Changes in structural characteristics of four mangrove stands from 1989 (pre-hurricane values) to 2012 (a, stem density; b, basal area; c, average GBH; and d, canopy height). Each point represents the mean of six measurements ±1 SE (vertical bars). Only stems ≥10 cm GBH were taken into account.

Stem density and average GBH

All stands returned to pre-hurricane stem density by the end of the study, except stand SM2 that remained depleted in 2012 (t = 8.437, df = 5, P = 0.001). In the inner, taller stands (BR2 and, to a lesser extent, BA2) the post-hurricane period of stem depletion was followed by a period of over-recruitment (with regard to stand capacity) that intensified competition and stem mortality (Fig. 6a). In the heavily damaged, mixed Rhizophora- Avicennia stand BR2, mean GBH increased shortly after the hurricane due to the disproportionate survival of large Avicennia trees (Fig. 6c). In the Avicennia stand BA2, post-hurricane mean GBH increased regularly until it exceeded pre-hurricane value (t = −4.978, df = 5, P = 0.004).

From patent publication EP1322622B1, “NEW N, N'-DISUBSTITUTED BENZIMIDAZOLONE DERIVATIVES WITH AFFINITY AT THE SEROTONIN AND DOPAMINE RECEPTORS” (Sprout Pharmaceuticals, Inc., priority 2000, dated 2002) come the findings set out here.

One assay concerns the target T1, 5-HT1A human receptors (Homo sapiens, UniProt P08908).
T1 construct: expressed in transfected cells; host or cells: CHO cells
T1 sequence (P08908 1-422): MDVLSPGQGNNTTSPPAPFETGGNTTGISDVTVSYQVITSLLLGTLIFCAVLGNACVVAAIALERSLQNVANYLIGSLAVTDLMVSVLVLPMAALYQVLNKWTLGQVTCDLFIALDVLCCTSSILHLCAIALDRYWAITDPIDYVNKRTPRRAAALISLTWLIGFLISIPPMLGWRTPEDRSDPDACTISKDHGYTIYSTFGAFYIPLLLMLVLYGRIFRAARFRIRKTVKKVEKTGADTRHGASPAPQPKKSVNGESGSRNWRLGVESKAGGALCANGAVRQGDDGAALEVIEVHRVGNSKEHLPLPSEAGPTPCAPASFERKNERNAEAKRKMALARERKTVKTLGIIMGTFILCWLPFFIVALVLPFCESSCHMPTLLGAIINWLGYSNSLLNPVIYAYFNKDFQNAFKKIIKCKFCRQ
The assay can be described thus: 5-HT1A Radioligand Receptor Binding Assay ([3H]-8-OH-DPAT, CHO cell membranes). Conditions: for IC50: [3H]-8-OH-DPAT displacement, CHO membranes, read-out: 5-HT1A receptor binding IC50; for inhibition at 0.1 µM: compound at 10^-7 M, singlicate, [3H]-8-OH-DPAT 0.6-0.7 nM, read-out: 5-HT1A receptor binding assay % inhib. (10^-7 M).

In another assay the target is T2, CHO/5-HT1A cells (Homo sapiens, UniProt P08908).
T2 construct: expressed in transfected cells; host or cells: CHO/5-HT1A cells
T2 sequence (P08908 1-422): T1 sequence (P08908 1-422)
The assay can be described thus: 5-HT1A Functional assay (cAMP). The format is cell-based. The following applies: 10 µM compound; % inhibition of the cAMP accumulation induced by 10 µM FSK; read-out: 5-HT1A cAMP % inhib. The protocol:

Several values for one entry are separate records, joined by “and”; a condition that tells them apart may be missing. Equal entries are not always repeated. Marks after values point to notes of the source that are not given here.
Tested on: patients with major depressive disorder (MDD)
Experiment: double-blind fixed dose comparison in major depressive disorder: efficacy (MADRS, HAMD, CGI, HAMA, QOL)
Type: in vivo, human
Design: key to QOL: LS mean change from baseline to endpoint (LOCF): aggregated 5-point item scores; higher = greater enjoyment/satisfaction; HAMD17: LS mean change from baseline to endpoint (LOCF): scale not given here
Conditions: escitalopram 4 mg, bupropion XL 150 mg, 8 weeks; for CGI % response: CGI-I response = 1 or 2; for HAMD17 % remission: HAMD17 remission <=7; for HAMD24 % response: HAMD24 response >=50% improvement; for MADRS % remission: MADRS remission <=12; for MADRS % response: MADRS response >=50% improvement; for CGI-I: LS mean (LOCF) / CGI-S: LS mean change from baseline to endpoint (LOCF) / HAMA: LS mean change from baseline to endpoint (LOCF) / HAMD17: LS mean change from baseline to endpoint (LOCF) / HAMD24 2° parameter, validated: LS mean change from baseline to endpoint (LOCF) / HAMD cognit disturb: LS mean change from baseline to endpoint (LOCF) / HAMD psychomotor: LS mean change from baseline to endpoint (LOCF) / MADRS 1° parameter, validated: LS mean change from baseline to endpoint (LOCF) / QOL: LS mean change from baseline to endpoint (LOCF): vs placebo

Basal area and canopy height

By the end of the study, basal area of stands FR2, SM2 and BR2 had recovered from hurricane damage (Fig. 6b). The least severely damaged stand (BA2) had higher values than before the hurricane (t = −2.859, df = 5, P = 0.035). However, stand FR2 still showed significantly lower mean canopy height (Fig. 6d) 23 years after the hurricane (t = 2.823, df = 10, P = 0.018).

Species-specific contribution